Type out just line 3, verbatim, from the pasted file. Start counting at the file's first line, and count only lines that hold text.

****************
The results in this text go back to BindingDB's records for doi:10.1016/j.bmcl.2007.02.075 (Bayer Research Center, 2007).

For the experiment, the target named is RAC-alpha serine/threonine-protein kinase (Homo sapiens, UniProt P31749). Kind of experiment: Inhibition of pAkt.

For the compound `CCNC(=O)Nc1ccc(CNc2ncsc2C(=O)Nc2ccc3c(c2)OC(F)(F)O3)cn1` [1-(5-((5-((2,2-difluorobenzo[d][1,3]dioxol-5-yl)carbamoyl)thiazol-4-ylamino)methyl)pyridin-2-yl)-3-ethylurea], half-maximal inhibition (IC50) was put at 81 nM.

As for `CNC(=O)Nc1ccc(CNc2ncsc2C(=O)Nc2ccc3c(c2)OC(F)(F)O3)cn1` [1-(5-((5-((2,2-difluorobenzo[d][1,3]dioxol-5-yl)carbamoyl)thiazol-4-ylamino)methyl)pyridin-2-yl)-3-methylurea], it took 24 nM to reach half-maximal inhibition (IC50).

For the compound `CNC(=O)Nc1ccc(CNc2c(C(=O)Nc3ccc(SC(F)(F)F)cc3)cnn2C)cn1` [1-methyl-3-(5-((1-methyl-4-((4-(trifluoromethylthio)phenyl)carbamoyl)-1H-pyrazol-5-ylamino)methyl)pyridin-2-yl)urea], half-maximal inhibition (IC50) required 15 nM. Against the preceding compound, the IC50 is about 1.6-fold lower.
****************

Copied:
For the compound `CCNC(=O)Nc1ccc(CNc2ncsc2C(=O)Nc2ccc3c(c2)OC(F)(F)O3)cn1` [1-(5-((5-((2,2-difluorobenzo[d][1,3]dioxol-5-yl)carbamoyl)thiazol-4-ylamino)methyl)pyridin-2-yl)-3-ethylurea], half-maximal inhibition (IC50) was put at 81 nM.